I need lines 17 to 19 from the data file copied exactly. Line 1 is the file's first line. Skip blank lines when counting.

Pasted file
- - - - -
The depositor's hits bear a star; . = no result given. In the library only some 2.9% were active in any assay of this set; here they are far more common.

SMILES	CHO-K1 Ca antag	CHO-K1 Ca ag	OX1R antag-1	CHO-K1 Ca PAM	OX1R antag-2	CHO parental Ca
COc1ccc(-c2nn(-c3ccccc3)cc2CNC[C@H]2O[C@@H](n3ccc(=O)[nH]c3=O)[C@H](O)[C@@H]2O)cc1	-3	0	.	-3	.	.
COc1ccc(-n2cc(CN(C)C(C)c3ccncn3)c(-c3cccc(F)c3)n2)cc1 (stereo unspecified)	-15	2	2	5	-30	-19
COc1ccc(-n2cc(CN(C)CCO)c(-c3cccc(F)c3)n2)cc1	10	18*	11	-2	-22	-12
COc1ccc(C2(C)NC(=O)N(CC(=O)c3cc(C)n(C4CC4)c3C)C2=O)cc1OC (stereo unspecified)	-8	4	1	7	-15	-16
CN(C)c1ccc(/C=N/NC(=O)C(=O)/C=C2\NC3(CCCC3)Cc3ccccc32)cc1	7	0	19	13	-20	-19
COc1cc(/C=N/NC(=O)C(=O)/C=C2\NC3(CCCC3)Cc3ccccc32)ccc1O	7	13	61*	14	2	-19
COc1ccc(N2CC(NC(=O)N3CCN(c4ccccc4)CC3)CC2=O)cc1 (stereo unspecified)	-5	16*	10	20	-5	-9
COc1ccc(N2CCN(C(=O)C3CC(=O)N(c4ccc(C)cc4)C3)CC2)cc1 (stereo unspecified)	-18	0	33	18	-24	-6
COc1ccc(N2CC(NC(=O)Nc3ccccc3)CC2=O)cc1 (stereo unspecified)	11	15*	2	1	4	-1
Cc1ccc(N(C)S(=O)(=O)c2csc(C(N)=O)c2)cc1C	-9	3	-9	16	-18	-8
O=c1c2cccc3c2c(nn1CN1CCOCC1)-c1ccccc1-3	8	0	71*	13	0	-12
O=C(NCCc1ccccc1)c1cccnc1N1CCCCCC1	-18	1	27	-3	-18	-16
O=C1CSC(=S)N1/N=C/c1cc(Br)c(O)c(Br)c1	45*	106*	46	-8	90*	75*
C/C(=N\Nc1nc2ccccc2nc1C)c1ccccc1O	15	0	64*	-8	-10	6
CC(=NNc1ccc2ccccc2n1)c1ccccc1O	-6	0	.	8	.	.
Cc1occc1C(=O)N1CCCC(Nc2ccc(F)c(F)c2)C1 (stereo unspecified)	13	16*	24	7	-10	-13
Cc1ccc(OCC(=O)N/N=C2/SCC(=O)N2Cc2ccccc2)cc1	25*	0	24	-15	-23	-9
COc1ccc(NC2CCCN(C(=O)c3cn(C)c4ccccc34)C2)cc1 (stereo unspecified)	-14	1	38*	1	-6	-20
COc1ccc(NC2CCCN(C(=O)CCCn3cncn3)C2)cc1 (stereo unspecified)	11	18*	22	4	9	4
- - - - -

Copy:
CC(=NNc1ccc2ccccc2n1)c1ccccc1O	-6	0	.	8	.	.
Cc1occc1C(=O)N1CCCC(Nc2ccc(F)c(F)c2)C1 (stereo unspecified)	13	16*	24	7	-10	-13
Cc1ccc(OCC(=O)N/N=C2/SCC(=O)N2Cc2ccccc2)cc1	25*	0	24	-15	-23	-9